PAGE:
Imagining the climate of the Antarctica region usually prompts visions of dog sleds, parkas, and explorers like Ernest Shackleton struggling to access the area, only to be beaten back by snow, ice and freezing temperatures.
The weather he encountered then, in the early part of the 20th century, is the weather we imagine even today – not a place to go without the warmest clothing available on the market stowed firmly with our gear.
But now, scientists, paleontologists and other experts of ancient eras say that Antarctica was not always thus, that once upon a very long time ago, its landscape bore a greater resemblance to rainforests than the inside of a refrigerator, and had temperatures that were downright balmy.
This week on the Nature cover: Polar opposite. Evidence for a temperate rainforest near the South Pole 90 million years ago. Browse the issue here: https://t.co/vNBvWAHRvH pic.twitter.com/M9s6T1LTkF
— Nature (@nature) April 1, 2020
It’s difficult to imagine, certainly, but about 90 million years ago, sediment samples indicate, Antarctica had the landscape best described as temperate. There was lush vegetation teeming with organisms – hardly the vision most of us have when we conjure up the views there.
A team of international experts, including geologists and paleontologists, worked together to drill into the ice to uncover what remains of past periods far down below the ice. They worked on the ice breaker vessel RV Polarstern, on the Amundsen Sea not far from Pine Island Glacier.
It was one sample in particular, because of its unique coloring, that prompted them to do a CT scan to see what secrets it held. It showed what is known as “root fossils,” the remains of vegetation that were incredibly well preserved.
One of the team members, Tina van de Flierdt of the Imperial College in London, described this evidence as “remarkable,” and added that it showed an unanticipated world of “swampy, temperate rainforests” grew close to the South Pole.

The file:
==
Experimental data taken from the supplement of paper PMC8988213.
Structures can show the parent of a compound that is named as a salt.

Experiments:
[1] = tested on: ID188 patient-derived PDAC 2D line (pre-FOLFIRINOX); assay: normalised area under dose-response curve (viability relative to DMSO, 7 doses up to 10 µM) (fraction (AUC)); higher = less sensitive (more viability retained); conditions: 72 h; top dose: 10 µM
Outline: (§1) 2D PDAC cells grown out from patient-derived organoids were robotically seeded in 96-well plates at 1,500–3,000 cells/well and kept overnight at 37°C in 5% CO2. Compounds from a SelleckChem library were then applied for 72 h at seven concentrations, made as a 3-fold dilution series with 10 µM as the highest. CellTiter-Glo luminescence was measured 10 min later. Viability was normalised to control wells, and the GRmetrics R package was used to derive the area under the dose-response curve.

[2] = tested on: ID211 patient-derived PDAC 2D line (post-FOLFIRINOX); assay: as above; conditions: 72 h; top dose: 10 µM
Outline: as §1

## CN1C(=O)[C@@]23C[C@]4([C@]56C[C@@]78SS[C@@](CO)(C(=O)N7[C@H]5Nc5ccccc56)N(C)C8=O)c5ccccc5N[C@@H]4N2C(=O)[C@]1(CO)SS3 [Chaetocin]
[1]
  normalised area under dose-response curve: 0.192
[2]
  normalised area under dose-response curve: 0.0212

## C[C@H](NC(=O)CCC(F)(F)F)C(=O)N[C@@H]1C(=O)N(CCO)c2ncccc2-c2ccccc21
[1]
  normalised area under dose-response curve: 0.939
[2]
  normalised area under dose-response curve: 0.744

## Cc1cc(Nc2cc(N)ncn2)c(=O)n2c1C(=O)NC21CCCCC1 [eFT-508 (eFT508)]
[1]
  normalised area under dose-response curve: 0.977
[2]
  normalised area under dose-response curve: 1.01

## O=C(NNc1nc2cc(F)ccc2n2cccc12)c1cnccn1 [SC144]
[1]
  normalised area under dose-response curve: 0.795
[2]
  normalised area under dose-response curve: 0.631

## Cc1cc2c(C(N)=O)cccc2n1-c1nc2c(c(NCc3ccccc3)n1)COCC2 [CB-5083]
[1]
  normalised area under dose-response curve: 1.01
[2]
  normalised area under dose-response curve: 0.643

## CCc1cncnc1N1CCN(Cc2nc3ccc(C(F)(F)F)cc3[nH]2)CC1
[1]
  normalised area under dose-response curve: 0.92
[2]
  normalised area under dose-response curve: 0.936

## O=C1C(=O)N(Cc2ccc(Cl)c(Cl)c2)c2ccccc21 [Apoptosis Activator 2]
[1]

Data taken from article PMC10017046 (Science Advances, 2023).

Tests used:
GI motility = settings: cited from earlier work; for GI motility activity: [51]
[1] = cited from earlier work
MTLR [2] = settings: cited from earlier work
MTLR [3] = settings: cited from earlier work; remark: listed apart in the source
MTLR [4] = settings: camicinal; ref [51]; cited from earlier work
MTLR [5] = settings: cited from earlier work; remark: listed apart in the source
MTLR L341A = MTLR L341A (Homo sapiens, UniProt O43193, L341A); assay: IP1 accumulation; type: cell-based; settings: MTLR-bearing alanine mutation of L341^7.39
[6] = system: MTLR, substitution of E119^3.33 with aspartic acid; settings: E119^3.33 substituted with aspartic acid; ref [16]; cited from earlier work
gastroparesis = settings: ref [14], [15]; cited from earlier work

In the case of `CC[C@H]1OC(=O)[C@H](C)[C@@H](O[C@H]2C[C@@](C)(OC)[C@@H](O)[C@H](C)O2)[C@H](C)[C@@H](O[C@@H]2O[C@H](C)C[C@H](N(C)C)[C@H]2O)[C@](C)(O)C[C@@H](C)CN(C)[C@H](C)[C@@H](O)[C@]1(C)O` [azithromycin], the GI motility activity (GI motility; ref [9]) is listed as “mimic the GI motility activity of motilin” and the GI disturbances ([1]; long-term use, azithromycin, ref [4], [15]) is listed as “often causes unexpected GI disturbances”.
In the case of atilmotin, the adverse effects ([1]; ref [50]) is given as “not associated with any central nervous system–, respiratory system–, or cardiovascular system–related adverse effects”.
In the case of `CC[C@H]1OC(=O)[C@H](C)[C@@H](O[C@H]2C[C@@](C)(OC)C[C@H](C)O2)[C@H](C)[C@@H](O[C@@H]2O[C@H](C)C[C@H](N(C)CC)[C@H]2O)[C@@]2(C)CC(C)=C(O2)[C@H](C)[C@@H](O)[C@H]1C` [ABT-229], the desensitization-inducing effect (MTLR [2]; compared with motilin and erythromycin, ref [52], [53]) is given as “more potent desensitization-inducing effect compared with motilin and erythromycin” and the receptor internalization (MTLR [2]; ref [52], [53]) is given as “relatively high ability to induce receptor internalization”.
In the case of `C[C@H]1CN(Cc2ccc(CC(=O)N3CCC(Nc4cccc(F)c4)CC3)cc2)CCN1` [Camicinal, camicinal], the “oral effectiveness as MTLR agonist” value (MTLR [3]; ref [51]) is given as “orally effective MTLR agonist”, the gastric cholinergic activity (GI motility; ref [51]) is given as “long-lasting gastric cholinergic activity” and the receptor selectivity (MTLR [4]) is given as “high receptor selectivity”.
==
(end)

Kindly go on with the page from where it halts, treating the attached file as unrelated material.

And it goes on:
Another team member suggested that New Zealand’s South Island is likely most comparable to the landscape that once existed under the ice, so many millions of years ago.
They found evidence of conifers and other trees, ferns and even flowering plants, although they didn’t find fossils of any animals. Still, they believe that some dinosaurs roamed there, along with flying reptiles and a variety of insects.
Team members said the region likely got as warm as 77 degrees (F) in summertime, and did not plunge to the extreme cold temperatures in winter that we today associate with Antarctica.
One marine geologist on the team suggested that the average annual temperature would have been between 53 and 55 degrees (F). That’s a lot different than modern Antarctica, which gets temperatures as low as minus 40 during its harshest periods.
Furthermore, it endures a period of four months during which there is no sunlight, called Polar Night, guaranteeing that no plant life today could possibly live, let alone thrive. The team has published their findings in the online science journal, Nature.
These exciting revelations about Antarctica are yet more reason why geology and other related
sciences can teach us so much about our planet – what it once looked like, and just as importantly how different regions flourished, and perished.
The Earth continues to evolve and change, never remaining static for any length of time. We worry that the planet changes solely because of global warming, but clearly that’s too simple an assertion.
The Earth was once home to dinosaurs and rainforests in the most unlikely places, but climate patterns changed and mutated because of factors other than mankind.
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It offers a little solace in these times, when we blame modernization for everything and tend to forget that Mother Nature imposes plenty of changes on the planet too, all on her own.